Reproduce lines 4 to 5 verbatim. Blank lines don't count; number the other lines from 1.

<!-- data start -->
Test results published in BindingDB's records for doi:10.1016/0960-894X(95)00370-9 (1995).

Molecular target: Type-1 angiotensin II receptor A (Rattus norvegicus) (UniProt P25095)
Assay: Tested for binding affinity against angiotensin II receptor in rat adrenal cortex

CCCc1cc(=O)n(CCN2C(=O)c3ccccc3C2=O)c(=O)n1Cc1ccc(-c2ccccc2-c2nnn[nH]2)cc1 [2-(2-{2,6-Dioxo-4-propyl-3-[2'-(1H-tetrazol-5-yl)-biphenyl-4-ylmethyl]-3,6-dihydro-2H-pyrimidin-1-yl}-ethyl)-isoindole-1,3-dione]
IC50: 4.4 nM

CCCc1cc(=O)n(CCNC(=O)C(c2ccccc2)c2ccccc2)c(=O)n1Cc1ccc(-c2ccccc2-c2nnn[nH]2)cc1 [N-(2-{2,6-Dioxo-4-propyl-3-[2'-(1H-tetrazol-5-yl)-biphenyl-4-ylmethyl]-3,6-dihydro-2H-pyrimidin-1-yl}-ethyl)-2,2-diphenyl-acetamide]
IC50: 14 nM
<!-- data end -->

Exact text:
CCCc1cc(=O)n(CCN2C(=O)c3ccccc3C2=O)c(=O)n1Cc1ccc(-c2ccccc2-c2nnn[nH]2)cc1 [2-(2-{2,6-Dioxo-4-propyl-3-[2'-(1H-tetrazol-5-yl)-biphenyl-4-ylmethyl]-3,6-dihydro-2H-pyrimidin-1-yl}-ethyl)-isoindole-1,3-dione]
IC50: 4.4 nM